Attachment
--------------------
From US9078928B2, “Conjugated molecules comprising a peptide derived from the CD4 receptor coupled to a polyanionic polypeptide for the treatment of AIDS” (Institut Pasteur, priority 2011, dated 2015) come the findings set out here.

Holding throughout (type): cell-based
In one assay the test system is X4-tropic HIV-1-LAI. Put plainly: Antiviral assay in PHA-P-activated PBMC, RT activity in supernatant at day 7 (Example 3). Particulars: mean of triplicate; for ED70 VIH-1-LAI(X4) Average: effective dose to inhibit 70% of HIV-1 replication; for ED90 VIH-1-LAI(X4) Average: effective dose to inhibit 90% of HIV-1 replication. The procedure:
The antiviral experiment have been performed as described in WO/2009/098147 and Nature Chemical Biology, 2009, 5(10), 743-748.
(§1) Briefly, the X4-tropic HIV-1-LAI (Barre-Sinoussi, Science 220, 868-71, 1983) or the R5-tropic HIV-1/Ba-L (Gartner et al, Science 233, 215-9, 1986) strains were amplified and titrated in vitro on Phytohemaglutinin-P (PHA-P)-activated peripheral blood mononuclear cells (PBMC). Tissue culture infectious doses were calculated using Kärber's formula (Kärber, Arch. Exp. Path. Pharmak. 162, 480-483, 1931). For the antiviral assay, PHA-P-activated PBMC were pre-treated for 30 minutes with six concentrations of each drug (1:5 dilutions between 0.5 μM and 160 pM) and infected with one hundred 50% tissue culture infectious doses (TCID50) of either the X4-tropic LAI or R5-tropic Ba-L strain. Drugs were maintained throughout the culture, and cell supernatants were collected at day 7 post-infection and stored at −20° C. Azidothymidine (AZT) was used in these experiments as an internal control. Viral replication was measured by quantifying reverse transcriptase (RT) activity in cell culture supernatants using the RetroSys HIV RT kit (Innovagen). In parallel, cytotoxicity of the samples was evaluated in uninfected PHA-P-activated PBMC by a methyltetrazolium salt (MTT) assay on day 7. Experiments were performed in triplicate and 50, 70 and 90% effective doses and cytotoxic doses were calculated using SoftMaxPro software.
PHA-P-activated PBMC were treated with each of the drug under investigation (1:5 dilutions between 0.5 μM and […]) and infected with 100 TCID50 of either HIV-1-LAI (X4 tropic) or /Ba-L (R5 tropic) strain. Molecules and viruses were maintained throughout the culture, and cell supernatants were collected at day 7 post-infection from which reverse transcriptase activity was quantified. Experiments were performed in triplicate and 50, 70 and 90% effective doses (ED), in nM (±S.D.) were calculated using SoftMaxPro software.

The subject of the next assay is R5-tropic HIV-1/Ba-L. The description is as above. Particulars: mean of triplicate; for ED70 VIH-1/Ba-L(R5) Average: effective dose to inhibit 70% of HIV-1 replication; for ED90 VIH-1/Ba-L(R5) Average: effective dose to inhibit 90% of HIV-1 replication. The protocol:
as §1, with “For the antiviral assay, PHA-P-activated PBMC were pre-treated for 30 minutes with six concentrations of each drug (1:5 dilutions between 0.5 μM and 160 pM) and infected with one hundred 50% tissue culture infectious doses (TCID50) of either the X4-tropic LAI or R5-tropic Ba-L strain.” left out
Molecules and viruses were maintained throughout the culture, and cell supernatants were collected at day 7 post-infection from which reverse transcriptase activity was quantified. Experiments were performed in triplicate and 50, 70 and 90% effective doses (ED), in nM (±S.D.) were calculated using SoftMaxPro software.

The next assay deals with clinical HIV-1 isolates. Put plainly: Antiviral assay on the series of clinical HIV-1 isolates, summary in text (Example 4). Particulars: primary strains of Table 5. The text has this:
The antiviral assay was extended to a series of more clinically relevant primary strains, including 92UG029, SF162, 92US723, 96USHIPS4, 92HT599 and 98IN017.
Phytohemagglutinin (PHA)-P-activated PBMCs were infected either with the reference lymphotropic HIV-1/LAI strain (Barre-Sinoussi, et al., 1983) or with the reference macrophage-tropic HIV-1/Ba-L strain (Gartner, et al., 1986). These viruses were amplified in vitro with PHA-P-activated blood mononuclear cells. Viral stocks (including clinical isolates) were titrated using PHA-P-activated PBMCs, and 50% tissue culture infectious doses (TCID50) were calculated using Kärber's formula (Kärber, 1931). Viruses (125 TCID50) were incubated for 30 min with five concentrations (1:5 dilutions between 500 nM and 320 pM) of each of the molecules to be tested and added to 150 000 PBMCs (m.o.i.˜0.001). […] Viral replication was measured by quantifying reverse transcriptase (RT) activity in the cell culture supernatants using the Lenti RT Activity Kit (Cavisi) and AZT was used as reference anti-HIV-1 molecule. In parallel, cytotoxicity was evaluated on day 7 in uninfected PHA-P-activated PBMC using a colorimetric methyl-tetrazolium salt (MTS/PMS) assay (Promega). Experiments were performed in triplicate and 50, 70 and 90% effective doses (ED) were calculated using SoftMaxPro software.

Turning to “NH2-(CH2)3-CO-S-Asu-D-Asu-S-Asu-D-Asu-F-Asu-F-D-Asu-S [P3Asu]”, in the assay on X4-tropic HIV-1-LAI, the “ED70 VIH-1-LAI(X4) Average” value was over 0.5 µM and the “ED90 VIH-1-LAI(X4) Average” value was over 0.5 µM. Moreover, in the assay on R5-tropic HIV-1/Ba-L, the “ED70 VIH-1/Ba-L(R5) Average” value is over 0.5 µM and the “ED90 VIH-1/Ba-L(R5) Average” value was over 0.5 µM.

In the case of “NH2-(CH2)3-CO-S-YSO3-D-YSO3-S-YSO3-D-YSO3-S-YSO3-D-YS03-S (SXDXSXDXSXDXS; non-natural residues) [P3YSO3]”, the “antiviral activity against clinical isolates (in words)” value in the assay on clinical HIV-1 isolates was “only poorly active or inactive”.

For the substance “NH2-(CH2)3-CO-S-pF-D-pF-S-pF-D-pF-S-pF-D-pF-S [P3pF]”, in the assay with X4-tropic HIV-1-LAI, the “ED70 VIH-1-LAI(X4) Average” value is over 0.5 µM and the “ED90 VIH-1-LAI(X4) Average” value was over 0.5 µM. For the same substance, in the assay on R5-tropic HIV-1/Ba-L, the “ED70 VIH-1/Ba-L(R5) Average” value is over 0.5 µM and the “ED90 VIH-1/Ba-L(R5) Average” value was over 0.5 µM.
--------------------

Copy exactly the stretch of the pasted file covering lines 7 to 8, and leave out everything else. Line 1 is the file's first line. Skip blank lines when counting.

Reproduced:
The subject of the next assay is R5-tropic HIV-1/Ba-L. The description is as above. Particulars: mean of triplicate; for ED70 VIH-1/Ba-L(R5) Average: effective dose to inhibit 70% of HIV-1 replication; for ED90 VIH-1/Ba-L(R5) Average: effective dose to inhibit 90% of HIV-1 replication. The protocol:
as §1, with “For the antiviral assay, PHA-P-activated PBMC were pre-treated for 30 minutes with six concentrations of each drug (1:5 dilutions between 0.5 μM and 160 pM) and infected with one hundred 50% tissue culture infectious doses (TCID50) of either the X4-tropic LAI or R5-tropic Ba-L strain.” left out